A series of fluid physics microgravity experiments with an enough long run time were performed in the ‘‘KIBO,’’ the Japanese Experiment Module aboard the International Space Station, to examine the transition to chaos of the thermocapillary convection in a half zone liquid bridge of silicone oil with a Prandtl number of 112. The temperature difference between the coaxial disks induced the thermocapillary-driven flow, and we experimentally demonstrated that the flow fields underwent a tran- sition from steady flow to oscillatory flow, and finally to chaotic flow with increasing temperature differ- ence. We obtained the surface temperature time series at the middle of the liquid bridge to quantitatively evaluate the transition process of the flow fields. By Fourier analysis, we further confirmed that the flow fields changed from a periodic, to a quasi-periodic, and finally to a chaotic state. The increasing nonlin- earity with the development of the flow fields was confirmed by time-series chaos analysis. The deter- mined Lyapunov exponent and the translation error indicated that the flow fields made transition to the chaotic field with the increasing temperature difference.
Research Containing: Thermocapillary convection
Dynamic particle accumulation structure (PAS) in half-zone liquid bridge – Reconstruction of particle motion by 3-D PTV
Three-dimensional (3-D) velocity field reconstruction of oscillatory thermocapillary convections in a half-zone liquid bridge with a radius of O (1 mm) was carried out by applying 3-D particle tracking velocimetry (PTV). Simultaneous observation of the particles suspended in the bridge by two CCD cameras was carried out by placing a small cubic beam splitter above a transparent top rod. The reconstruction of the 3-D trajectories and the velocity fields of the particles in the several types of oscillatory-flow regimes were conducted successfully for sufficiently long period without losing particle tracking. With this application the present authors conducted a series of experiments focusing upon the collapse and re-formation process of the PAS by mechanically disturbing fully developed PAS.
Various flow patterns in thermocapillary convection in half-zone liquid bridge of high prandtl number fluid
Various flow patterns induced by a thermocapillary-driven convection in a half-zone liquid bridge of a high Prandtl number fluid (Pr = 0(10)) far beyond the critical condition were investigated experimentally. After the onset of oscillatory convection, one can observe several types of flow patterns with increasing a temperature difference between the both end surfaces of the bridge. The flow patterns were categorized through flow visualization, measurement of surface temperature variation and reconstruction of the pseudo-phase space.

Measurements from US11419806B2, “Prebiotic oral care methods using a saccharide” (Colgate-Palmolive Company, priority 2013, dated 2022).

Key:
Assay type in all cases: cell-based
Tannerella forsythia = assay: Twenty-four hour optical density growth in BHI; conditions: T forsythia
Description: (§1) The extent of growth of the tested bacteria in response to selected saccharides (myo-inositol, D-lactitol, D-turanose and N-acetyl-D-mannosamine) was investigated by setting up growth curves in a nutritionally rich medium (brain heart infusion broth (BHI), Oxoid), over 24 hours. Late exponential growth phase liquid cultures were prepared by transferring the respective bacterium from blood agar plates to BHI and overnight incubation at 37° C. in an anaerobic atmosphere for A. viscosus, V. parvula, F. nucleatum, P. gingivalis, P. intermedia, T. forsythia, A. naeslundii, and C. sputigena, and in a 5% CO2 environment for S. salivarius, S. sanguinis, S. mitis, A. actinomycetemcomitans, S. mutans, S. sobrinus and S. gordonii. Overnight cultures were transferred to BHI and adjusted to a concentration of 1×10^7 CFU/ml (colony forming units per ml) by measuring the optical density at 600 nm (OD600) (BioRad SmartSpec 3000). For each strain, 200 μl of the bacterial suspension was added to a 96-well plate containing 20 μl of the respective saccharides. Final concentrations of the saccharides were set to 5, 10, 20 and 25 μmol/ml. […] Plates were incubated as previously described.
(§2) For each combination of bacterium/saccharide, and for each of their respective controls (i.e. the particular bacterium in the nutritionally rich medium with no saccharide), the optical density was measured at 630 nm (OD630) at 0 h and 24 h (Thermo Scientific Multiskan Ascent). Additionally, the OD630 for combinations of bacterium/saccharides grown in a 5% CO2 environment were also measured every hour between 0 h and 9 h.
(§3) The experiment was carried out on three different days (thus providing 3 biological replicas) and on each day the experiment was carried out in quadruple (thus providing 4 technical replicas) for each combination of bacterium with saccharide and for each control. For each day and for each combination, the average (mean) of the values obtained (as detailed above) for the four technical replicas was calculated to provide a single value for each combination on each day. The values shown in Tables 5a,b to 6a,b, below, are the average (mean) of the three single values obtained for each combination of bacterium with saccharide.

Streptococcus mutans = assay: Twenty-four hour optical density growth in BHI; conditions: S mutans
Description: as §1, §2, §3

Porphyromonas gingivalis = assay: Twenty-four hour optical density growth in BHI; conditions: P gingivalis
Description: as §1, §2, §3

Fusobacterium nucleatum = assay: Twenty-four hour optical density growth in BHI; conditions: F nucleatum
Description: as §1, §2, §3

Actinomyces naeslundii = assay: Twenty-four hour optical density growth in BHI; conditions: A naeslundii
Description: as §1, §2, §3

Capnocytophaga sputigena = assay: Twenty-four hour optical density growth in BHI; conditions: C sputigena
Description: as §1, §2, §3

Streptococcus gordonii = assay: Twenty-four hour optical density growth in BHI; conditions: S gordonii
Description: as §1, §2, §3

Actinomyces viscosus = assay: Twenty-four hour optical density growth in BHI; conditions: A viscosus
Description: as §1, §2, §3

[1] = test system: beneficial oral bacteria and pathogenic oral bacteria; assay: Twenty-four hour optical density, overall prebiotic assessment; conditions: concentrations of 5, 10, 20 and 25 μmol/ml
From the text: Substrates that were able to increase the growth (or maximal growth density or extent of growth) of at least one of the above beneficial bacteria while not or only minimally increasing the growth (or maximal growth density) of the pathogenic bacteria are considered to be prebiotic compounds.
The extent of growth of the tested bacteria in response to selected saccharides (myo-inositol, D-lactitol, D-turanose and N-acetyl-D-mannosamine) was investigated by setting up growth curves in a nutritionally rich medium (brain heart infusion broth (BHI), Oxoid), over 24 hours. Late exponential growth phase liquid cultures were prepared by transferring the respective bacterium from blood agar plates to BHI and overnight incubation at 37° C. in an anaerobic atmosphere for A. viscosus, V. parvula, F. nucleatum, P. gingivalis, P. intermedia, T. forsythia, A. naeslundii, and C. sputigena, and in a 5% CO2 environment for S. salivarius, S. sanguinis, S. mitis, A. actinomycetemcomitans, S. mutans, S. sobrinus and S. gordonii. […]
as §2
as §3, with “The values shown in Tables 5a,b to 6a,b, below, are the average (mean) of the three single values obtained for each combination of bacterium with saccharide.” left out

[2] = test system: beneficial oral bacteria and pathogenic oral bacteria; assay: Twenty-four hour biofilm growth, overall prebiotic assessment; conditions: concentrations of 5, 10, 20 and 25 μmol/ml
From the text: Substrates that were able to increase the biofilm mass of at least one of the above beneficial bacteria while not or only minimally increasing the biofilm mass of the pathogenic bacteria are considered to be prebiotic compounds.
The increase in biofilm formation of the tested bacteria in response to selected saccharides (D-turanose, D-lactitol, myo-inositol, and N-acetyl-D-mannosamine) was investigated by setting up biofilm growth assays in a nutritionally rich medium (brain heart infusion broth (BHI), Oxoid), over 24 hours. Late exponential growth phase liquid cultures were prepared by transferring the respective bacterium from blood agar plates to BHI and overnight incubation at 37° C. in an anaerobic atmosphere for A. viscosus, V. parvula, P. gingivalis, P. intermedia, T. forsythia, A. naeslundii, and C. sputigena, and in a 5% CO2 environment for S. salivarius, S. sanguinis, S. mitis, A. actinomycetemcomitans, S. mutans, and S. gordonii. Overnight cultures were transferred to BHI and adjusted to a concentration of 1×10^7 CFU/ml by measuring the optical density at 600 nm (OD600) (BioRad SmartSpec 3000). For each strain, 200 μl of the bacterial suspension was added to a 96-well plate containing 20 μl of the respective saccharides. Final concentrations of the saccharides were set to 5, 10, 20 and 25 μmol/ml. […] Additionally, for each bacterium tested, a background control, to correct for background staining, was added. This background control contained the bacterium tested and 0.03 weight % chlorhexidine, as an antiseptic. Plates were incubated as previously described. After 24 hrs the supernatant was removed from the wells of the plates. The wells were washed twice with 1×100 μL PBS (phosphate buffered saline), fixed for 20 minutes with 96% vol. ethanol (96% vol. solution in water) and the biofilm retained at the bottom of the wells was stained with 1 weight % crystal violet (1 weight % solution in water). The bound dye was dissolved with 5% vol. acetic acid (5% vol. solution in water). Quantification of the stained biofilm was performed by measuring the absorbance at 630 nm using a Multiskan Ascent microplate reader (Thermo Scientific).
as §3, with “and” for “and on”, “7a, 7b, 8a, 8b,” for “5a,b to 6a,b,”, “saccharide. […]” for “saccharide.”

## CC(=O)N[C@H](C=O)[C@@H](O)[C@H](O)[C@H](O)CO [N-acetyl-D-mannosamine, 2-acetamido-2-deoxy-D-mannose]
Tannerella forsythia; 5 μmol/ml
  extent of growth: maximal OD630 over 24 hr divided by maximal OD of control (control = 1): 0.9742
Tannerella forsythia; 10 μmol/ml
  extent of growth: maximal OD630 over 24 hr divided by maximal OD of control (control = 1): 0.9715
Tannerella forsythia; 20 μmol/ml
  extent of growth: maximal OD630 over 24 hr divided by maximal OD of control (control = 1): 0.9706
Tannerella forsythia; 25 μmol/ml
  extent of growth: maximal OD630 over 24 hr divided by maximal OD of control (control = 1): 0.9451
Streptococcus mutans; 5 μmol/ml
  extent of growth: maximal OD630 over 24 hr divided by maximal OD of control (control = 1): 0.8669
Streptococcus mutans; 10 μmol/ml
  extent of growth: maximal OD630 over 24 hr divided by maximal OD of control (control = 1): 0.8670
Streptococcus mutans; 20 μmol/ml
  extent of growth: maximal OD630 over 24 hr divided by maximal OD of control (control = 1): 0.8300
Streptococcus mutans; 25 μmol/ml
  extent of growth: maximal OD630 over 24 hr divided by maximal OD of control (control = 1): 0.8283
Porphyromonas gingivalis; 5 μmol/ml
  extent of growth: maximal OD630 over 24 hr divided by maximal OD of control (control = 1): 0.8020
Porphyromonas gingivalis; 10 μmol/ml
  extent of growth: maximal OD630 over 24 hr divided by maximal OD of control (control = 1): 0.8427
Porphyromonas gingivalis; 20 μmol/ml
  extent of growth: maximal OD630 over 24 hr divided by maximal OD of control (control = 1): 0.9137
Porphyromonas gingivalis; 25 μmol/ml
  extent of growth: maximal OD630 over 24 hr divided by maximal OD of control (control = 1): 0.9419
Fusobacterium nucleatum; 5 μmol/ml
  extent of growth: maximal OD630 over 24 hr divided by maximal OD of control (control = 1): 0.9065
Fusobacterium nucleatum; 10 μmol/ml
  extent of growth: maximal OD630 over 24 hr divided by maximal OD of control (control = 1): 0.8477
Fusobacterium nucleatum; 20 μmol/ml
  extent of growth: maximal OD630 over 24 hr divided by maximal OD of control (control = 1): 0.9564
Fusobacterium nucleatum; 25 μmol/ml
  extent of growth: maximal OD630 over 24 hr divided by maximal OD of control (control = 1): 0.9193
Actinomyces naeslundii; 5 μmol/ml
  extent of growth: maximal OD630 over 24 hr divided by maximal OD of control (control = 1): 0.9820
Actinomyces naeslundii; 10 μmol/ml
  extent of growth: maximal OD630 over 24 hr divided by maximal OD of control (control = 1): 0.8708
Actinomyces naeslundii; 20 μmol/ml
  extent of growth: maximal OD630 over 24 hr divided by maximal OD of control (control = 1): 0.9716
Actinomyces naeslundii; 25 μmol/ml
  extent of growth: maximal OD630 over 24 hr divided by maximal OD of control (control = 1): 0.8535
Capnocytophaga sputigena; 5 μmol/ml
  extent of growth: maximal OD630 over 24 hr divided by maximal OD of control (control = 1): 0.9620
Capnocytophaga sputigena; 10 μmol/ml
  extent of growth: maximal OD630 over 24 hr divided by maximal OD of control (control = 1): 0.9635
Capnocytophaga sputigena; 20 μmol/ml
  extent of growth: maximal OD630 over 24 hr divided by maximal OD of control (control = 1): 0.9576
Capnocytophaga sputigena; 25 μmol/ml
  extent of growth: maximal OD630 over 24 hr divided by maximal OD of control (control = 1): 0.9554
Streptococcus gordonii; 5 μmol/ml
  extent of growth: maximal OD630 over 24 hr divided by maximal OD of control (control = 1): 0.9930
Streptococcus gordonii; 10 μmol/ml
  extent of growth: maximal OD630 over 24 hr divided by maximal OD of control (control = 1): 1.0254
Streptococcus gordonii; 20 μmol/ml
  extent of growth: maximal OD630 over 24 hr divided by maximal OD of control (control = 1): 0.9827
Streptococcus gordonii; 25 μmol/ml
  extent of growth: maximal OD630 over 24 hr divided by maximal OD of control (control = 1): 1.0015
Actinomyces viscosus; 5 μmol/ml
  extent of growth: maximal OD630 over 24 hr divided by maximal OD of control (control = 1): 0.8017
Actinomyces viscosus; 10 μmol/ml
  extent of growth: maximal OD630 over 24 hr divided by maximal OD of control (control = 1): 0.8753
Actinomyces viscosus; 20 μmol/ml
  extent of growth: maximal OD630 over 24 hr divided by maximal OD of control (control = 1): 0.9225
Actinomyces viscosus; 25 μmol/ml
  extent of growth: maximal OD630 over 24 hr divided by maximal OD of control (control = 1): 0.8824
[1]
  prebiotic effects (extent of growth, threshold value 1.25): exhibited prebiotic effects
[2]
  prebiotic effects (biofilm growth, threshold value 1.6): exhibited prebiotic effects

The long-duration fluid physics experiments on a thermocapillary-driven flow have been carried out on the Japanese Experiment Module ‘Kibo’ aboard the International Space Station (ISS) since 2008. In these experiments, various aspects of thermocapillary convection in a half-zone (HZ) liquid bridge of high Prandtl number fluid have been examined under the advantages of the long-duration high-quality microgravity environment. In 2010, the authors succeeded to realize nonlinear convective fields in the HZ liquid bridge of rather high aspect ratio. Special attention was paid on to the complex convective fields, especially on the behaviors of the hydrothermal wave (HTW) over the free surface visualized by an infrared camera. In order to evaluate the characteristics of the nonlinear convective behaviors and their transition processes, the authors indicate the images taken by the infrared camera describing the time evolution of HTW, the spatio-temporal diagram, the Fourier analysis, and the pseudo-phase space, reconstructed from the time series of the scalar information of the liquid bridge, that is, surface temperature variation. In this paper, the authors introduce the signature of complex HTW behaviors observed at the long-duration on-orbit experiments, and make comparisons with some previous terrestrial and microgravity experiments.
Disruption of an Aligned Dendritic Network by Bubbles During Re-melting in a Microgravity Environment
The Pore Formation and Mobility Investigation (PFMI) utilized quartz tubes containing succinonitrile and 0.24 wt% water “alloys” for directional solidification (DS) experiments which were conducted in the microgravity environment aboard the International Space Station (ISS; 2002–2006). The sample mixture was initially melted back under controlled conditions in order to establish an equilibrium solid-liquid interface. During this procedure thermocapillary convection initiated when the directional melting exposed a previously trapped bubble. The induced fluid flow was capable of detaching and redistributing large arrays of aligned dendrite branches. In other cases, rapidly translating bubbles originating in the mushy zone dislodged dendrite fragments from the interface. The detrimental consequence of randomly oriented dendrite arms at the equilibrium interface upon reinitiating controlled solidification is discussed.